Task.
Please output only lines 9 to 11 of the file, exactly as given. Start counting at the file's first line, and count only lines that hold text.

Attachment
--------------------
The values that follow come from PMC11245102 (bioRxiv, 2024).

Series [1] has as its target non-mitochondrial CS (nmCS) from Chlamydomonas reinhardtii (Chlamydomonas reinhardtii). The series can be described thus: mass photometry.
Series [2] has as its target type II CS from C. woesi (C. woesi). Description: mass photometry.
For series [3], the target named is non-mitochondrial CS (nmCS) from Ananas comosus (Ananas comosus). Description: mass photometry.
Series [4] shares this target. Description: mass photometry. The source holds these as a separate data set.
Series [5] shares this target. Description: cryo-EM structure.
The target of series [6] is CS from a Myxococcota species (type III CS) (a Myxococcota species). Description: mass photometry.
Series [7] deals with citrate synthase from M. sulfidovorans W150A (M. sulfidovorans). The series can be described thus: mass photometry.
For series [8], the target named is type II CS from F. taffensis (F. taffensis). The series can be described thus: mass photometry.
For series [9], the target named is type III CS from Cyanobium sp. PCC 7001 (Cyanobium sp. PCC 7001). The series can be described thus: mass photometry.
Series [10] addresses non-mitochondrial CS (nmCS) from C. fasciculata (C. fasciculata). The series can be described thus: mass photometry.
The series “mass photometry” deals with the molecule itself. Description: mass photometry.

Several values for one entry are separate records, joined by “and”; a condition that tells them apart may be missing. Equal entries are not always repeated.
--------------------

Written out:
For series [8], the target named is type II CS from F. taffensis (F. taffensis). The series can be described thus: mass photometry.
For series [9], the target named is type III CS from Cyanobium sp. PCC 7001 (Cyanobium sp. PCC 7001). The series can be described thus: mass photometry.
Series [10] addresses non-mitochondrial CS (nmCS) from C. fasciculata (C. fasciculata). The series can be described thus: mass photometry.